The most common type of nuclear fuel used by humans is heavy fissile elements that can be made to undergo nuclear fission chain reactions in a nuclear fission reactor; nuclear fuel can refer to the material or to physical objects (for example fuel bundles composed of fuel rods) composed of the fuel material, perhaps mixed with structural, neutron moderating, or neutron reflecting materials. The most common fissile nuclear fuels are 235U and 239Pu, and the actions of mining, refining, purifying, using, and ultimately disposing of these elements together make up the nuclear fuel cycle, which is important for its relevance to nuclear power generation and nuclear weapons.

Fusion

Fuels that produce energy by the process of nuclear fusion are currently not utilized by humans but are the main source of fuel for stars. Fusion fuels tend to be light elements such as hydrogen which will combine easily. Energy is required to start fusion by raising temperature so high all materials would turn into plasma, and allow nuclei to collide and stick together with each other before repelling due to electric charge. This process is called fusion and it can give out energy.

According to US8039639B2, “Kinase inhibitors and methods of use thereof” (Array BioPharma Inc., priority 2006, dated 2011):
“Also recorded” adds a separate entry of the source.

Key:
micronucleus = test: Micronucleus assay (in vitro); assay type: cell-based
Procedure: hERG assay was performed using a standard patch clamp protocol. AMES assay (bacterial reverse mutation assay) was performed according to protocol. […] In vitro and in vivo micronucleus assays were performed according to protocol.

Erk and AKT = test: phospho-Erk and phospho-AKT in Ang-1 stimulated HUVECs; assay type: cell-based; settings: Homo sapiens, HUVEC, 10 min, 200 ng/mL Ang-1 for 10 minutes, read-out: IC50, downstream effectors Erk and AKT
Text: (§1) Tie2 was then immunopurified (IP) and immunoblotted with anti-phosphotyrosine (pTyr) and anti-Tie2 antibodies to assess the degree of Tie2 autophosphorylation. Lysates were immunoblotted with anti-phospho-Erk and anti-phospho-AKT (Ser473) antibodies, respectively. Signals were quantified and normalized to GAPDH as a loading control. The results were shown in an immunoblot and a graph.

In stars that undergo nuclear fusion, fuel consists of atomic nuclei that can release energy by the absorption of a proton or neutron. In most stars the fuel is provided by hydrogen, which can combine to form helium through the proton-proton chain reaction or by the CNO cycle. When the hydrogen fuel is exhausted, nuclear fusion can continue with progressively heavier elements, although the net energy released is lower because of the smaller difference in nuclear binding energy. Once iron-56 or nickel-56 nuclei are produced, no further energy can be obtained by nuclear fusion as these have the highest nuclear binding energies. The elements then on use up energy instead of giving off energy when fused. Therefore, fusion stops and the star dies. In attempts by humans, fusion is only carried out with hydrogen (isotope of 2 and 3) to form helium-4 as this reaction gives out the most net energy. Electric confinement (ITER), inertial confinement(heating by laser) and heating by strong electric currents are the popular methods used. .[16]

Liquid fuels for transportation